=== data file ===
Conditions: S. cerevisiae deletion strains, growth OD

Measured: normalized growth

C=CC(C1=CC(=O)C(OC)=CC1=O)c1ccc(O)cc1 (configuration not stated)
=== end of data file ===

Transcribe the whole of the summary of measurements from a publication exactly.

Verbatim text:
Conditions: S. cerevisiae deletion strains, growth OD

Measured: normalized growth

C=CC(C1=CC(=O)C(OC)=CC1=O)c1ccc(O)cc1 (configuration not stated)